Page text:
How to Miss a Year of Homeschooling
I had a few extra minutes before making Grandpa's breakfast this morning, and picked up Vicki Spandel's The 9 Rights of Every Writer. I wanted to review some of Spandel's insights on teaching. She is good. She got me by the end of chapter one - student writers have the right to be reflective.
Spandel shares childhood and adult memories of vacationing in the Boundary Waters. She sets up an amazing visual of the unconnected world where her family retreats, where her mind explores and rests. "A mind freed is a powerful thing," she writes. "A mind buffeted from all sides must spend most of its energy defending the fortress of inner tranquility that is essential to a writer's survival." I would expand that to include tranquility is essential to a thinker's survival. To a student's survival. To a mother's survival.
Spandel then shares one way we can create a Boundary Water experience in our classrooms - provide quiet time.
To make time for quiet, we can't be busy. We have to pack less into in a day or a week. One of the problems I see in homeschooling today is that there are too many outstanding choices. Great curriculums. Co-op's. Enrichment classes at the Art Museum or Science Center. As homeschool mothers, we can be tempted to do too much.
Rachel at Hands Free Mama writes about How to Miss a Childhood. She has some great tips for being in the moment with our children specifically by disconnecting from technology.
Her lesson has application to the homeschool mother. There is an assumed premise that because we are homeschooling, we are spending time with our children. I disagree. Life in the 21st century is different. It's distracting. It's busy. It's complex. The very act of getting school done, where the focus is on the child accomplishing the next page, can interrupt spending quality time together.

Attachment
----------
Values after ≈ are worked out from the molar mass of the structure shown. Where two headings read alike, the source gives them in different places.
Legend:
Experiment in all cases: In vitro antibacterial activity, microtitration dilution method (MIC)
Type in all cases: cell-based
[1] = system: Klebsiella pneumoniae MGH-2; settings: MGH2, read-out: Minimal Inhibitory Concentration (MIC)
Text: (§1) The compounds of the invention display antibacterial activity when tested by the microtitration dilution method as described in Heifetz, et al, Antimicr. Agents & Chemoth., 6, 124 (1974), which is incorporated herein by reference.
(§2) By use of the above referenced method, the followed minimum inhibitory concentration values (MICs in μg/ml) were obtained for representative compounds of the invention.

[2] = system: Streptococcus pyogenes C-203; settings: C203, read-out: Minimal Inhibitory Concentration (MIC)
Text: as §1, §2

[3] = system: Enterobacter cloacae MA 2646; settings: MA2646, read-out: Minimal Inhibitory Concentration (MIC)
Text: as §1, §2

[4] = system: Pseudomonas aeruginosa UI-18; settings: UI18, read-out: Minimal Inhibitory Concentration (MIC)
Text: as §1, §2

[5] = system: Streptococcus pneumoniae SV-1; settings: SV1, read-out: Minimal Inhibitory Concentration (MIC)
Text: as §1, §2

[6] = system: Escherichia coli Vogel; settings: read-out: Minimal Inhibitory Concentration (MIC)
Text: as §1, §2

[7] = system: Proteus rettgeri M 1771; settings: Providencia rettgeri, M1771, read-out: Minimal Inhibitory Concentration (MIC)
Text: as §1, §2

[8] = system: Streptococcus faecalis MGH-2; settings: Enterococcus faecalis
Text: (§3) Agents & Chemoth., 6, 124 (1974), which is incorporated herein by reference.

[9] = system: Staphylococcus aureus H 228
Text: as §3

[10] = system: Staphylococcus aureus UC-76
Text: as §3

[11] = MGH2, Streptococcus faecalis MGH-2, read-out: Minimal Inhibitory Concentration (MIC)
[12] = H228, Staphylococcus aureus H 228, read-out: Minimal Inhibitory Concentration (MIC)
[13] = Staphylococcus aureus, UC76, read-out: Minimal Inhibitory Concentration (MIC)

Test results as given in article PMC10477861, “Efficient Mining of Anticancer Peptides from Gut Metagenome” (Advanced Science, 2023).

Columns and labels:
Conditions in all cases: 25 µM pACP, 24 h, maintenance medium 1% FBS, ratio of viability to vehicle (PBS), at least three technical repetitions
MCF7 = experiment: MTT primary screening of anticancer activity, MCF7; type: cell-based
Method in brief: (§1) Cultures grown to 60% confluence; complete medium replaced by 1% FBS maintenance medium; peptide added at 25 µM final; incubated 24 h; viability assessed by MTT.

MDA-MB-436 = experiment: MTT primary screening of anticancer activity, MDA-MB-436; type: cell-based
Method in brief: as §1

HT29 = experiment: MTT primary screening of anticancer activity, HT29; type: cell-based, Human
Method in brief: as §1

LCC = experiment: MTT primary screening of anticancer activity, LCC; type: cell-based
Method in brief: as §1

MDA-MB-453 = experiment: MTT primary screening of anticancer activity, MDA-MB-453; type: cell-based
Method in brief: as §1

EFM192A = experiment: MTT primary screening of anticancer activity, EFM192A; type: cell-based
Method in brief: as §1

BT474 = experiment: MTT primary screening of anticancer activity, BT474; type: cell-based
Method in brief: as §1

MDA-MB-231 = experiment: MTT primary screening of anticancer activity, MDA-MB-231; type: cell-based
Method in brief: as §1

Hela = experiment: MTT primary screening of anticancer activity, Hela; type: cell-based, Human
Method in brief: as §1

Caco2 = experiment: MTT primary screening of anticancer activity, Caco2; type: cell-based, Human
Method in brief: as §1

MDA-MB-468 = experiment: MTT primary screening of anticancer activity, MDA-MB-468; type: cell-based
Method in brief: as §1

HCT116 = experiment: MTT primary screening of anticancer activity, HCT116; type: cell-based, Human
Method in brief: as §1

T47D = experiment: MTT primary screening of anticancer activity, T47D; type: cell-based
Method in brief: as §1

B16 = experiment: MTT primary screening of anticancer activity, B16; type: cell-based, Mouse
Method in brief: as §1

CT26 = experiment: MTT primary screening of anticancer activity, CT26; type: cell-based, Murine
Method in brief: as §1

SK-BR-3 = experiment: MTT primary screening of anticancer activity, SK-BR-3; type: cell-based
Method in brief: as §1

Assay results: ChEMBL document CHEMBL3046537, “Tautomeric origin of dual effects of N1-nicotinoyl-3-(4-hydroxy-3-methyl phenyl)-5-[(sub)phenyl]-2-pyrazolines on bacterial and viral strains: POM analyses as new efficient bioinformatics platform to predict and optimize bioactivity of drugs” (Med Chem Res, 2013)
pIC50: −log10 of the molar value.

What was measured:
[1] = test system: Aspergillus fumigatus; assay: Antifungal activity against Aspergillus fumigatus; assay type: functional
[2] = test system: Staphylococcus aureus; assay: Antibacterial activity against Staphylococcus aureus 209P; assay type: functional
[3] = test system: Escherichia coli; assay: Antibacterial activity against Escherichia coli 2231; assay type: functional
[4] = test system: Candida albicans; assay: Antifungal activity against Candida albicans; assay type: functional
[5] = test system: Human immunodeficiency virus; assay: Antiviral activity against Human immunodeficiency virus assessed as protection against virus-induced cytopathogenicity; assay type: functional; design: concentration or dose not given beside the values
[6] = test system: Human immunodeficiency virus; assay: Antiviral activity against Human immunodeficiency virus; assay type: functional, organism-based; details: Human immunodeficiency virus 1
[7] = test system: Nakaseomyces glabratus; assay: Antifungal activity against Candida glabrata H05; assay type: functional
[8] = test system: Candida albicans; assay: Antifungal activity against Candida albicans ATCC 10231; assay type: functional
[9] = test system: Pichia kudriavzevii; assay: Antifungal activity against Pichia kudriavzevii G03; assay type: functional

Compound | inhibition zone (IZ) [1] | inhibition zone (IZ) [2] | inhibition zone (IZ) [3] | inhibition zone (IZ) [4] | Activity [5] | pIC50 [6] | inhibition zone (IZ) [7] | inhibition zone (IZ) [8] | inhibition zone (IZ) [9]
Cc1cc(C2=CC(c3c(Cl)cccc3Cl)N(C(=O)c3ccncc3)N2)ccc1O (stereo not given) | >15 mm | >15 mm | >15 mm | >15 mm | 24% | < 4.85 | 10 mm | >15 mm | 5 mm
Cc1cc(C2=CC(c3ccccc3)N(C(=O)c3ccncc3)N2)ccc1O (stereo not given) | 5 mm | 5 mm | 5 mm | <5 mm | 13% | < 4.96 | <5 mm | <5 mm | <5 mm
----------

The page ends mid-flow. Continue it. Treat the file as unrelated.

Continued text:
For the first ten years of our homeschool journey we had one car, and my husband took it to work each day. We didn't have cell phones. The kids and I spent every day, all day, at home. Our phone, a land line, was connected to the wall by a cord. It couldn't be heard in the school room or outside.
I have rich memories of those years. I long for that simplicity again. When we studied Medieval days, we didn't go to a co-op class or a program at the history museum. We made wood swords and catapults, set up a dominion in the backyard, and became knights and maids.
And every day, we took time for SQUIRT - Super Quiet UnInterrupted Rest and Reading Time. It's something my high school age boys still ask for when life seems too much.
This year, let's be careful we don't miss our year of homeschooling because we're so busy "doing homeschool."